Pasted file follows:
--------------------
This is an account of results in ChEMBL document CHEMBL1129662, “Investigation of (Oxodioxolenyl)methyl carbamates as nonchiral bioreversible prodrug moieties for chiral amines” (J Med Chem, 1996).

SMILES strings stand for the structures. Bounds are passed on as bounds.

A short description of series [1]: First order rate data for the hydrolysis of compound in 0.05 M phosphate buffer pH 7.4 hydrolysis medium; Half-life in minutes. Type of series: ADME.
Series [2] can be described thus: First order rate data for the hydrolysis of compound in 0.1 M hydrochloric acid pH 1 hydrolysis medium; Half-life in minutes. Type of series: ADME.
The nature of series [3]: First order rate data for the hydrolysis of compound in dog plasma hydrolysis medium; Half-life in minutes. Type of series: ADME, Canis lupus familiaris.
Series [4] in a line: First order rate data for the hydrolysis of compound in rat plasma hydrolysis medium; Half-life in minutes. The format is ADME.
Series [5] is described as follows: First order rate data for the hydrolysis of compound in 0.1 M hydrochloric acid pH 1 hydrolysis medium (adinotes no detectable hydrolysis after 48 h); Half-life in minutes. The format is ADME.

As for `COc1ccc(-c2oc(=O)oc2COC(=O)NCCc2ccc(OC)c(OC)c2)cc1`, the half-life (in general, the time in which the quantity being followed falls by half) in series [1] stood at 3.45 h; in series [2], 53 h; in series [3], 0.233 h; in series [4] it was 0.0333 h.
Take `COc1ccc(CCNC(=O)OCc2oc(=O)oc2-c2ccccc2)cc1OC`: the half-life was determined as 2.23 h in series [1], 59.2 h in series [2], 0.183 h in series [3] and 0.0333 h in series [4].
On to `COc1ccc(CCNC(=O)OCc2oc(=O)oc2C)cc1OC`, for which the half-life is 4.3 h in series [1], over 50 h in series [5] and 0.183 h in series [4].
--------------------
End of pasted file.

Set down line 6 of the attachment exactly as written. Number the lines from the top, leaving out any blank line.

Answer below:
Series [4] in a line: First order rate data for the hydrolysis of compound in rat plasma hydrolysis medium; Half-life in minutes. The format is ADME.